Guy Jenkin & Andy Hamilton interview: What We Did, Peppa Pig

The team behind What We Did On Our Holiday tell us about the film, fake motorways, and the art of voicework in Peppa Pig...

What We Did On Our Holiday is the feature debut from the brains behind Outnumbered, Guy Jenkin and Andy Hamilton. It’s a bold film, that stars David Tennant, Billy Connolly and Rosamund Pike. And we got to spend some time with the pair to chat about the movie. Here’s how the conversation went…

I’ve just been reading about your film on the BBFC website. The extended guidance it gives to parents is as worth a look as always, but it did get me thinking if you had a family audience in mind when you wrote the film? And did you have to tune anything with the BBFC?

GJ: We haven’t been in any negotiation! We don’t really think about positioning the film when we’re writing it. I suppose we think of it as a family film, int he sense that one of the starting points was this couple breaking up. But in a comic way, and from the kids’ perspective. It’s a big, modern problem. Lots of children have single parents, but we wanted to do it in a comic way. It tends to be dealt with in dark and heavy way usually. We wanted to deal with how parents who are breaking up come to deal with it in a grown up way.

Have you seen the film Pride? Or Chris Morris’ Four Lions? They’re both interesting parallels, given that they mine comedy from unexpected places. That you can get comedy from anything, and you should.

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GJ: Four Lions is one of my favourite films of the last few years.

AH: It’s true. Especially serious things are up for comedy. Because that’s what life is like. Even in the darkest crisis, what you often remember is the moment of absurd comedy that broke through it. So we think it’s actually a very good thing.

But going back to your original question. We are always confounded – whether it happens in film or TV – when somebody says to us ‘what kind of person will watch this’? And we kind of go, well we would! Because we don’t make those kinds of distinctions, and I don’t know many writers who do.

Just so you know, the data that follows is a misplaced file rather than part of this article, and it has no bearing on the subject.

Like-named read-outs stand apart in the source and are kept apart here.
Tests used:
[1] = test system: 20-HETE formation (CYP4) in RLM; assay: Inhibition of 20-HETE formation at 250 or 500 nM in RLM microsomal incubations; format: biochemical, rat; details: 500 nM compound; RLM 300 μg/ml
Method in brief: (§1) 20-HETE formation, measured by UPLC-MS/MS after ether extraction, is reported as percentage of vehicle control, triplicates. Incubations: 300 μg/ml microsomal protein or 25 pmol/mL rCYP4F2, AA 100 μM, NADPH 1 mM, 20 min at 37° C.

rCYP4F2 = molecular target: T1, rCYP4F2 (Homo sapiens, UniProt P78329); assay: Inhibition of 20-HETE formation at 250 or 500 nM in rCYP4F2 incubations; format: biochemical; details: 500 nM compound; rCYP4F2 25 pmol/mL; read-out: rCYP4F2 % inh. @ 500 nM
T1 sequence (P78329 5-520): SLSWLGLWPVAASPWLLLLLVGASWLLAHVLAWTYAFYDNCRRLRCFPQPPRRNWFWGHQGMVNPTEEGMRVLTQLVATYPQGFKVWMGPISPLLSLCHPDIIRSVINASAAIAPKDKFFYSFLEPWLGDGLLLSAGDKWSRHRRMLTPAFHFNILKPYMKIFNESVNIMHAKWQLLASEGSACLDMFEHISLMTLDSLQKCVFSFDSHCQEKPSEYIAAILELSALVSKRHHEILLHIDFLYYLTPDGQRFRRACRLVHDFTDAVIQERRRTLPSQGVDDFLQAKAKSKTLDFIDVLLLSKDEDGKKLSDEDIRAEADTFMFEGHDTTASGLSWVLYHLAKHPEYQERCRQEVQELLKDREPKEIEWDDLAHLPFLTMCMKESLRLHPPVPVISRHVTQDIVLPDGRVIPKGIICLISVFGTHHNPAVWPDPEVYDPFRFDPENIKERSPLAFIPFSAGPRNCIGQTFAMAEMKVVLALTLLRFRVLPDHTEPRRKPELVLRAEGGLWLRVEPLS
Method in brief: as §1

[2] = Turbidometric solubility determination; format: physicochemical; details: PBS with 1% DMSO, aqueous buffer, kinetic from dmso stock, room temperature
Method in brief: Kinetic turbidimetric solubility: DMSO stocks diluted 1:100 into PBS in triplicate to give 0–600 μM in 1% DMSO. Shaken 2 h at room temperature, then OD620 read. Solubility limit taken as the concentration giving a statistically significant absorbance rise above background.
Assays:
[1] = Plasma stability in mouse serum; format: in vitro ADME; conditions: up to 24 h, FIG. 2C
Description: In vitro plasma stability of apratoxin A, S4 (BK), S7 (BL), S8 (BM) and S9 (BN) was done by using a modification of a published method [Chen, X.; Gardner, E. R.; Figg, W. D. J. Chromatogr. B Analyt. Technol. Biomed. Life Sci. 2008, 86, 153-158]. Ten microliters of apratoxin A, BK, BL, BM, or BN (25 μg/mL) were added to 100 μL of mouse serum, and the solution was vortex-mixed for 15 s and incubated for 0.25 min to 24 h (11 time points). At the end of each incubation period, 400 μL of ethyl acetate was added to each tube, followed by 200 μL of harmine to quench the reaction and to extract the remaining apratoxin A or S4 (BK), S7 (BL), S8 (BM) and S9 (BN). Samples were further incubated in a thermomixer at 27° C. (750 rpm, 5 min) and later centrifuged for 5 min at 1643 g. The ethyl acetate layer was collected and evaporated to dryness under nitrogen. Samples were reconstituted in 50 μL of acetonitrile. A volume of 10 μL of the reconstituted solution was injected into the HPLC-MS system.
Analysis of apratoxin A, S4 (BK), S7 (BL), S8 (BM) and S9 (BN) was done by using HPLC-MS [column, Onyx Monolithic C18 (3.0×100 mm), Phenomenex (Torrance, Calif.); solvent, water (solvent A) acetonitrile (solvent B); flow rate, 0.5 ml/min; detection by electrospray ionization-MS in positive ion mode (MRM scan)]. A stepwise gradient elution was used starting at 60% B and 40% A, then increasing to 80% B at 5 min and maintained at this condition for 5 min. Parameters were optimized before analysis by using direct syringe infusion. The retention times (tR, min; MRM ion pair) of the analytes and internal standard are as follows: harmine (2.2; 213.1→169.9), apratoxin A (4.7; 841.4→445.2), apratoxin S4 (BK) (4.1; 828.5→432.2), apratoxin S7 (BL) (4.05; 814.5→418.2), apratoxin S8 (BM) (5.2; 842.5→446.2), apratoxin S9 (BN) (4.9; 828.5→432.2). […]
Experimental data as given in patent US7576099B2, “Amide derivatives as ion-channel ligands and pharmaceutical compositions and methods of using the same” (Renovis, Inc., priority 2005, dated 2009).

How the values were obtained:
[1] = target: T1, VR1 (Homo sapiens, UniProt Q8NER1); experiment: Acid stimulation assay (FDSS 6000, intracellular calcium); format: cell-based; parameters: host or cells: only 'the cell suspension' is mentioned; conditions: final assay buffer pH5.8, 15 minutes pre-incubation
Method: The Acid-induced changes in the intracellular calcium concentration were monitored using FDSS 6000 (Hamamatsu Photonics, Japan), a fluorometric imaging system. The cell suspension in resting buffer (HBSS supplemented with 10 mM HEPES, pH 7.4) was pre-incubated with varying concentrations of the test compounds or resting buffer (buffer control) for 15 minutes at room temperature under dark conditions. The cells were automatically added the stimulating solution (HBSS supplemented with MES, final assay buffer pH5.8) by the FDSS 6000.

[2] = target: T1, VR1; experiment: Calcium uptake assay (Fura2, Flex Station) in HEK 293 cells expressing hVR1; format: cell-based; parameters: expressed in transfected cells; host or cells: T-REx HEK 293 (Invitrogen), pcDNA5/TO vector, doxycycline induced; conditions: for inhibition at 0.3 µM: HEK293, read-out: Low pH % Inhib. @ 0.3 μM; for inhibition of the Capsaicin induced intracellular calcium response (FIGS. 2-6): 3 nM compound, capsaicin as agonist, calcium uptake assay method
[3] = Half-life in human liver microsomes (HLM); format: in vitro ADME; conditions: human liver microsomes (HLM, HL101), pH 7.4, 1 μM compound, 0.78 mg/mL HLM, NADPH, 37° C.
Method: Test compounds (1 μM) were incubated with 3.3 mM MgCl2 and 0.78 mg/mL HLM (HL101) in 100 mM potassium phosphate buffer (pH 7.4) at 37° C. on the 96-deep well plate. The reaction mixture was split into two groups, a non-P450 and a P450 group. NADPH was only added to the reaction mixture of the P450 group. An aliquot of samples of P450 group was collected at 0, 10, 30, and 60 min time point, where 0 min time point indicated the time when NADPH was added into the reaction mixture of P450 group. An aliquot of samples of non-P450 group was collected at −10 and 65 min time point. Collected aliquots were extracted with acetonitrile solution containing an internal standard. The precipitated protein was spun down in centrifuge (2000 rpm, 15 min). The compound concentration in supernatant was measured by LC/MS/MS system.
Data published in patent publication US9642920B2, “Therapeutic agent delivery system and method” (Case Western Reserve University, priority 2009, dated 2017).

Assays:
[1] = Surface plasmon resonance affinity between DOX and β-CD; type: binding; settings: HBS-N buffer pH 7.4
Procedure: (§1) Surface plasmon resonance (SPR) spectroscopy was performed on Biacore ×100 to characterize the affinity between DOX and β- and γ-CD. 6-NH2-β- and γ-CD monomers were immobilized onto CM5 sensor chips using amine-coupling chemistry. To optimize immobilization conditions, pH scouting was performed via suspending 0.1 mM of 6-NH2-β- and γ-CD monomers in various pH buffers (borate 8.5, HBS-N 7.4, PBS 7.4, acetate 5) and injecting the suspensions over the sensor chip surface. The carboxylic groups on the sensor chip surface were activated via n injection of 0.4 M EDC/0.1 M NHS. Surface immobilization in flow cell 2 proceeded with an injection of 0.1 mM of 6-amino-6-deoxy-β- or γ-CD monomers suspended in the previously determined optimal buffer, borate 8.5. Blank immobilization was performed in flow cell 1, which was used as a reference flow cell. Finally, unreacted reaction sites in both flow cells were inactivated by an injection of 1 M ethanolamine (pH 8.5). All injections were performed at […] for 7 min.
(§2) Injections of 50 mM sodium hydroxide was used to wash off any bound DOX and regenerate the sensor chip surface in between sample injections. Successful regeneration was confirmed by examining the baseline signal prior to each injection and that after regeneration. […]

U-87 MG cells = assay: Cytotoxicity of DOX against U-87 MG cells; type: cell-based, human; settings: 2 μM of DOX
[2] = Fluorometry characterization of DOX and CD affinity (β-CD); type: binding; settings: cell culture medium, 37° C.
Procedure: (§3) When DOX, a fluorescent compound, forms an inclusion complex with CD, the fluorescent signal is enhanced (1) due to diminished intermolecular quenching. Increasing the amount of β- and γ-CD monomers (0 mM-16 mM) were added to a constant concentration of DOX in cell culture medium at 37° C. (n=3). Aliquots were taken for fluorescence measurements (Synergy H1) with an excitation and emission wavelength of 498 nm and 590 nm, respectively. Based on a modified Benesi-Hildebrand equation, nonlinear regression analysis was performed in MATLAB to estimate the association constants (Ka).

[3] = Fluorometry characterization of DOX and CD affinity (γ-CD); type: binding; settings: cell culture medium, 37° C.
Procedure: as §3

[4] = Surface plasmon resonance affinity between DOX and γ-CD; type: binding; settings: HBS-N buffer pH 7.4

I don’t know of writers, but I’ve heard it from directors who end up forced down a particular road.

AH: Yeah.

GJ: It happens. But that wasn’t our experience. Nobody said that we needed to change anything to go for a 12A audience.

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AH: We were given a lot of freedom.

GJ: I think we think it’s more honest, true to life, to write about serious matters. And also not to do something that’s gentle. We like to put, ideally, belly laughs on one side, and really serious moments on the other. So they kind of come up against each other.

I remember when I was younger, watching Mrs Doubtfire. And the ending always got me. It was the first big film I’d seen that dealt with divorce in a realistic way, talking to children. I’m taken with the idea that you’ve tried to do this from the kids’ point of view. Was that based on experience of friends of yours? Why did you choose that perspective?

GJ: It’s not specific friends’ experience, I don’t think. Just because it seems to be something that perculates. And I think children, younger children, often have a fear of it. They do discuss it at school. And because they see other children whose parents are getting divorced, there is that fear. The lack of security. It is a big problem.

AH: It’s a potent fear I think for young children, so we wanted to write a film that showed the adults behaving in an absurd and ridiculous way, from the childrens’ point of view.

I like that the film has lots of adults in it but not many grown-ups.

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AH: Yes!

GJ: And the children, even when they do things in the film, it’s logical, from their point of view.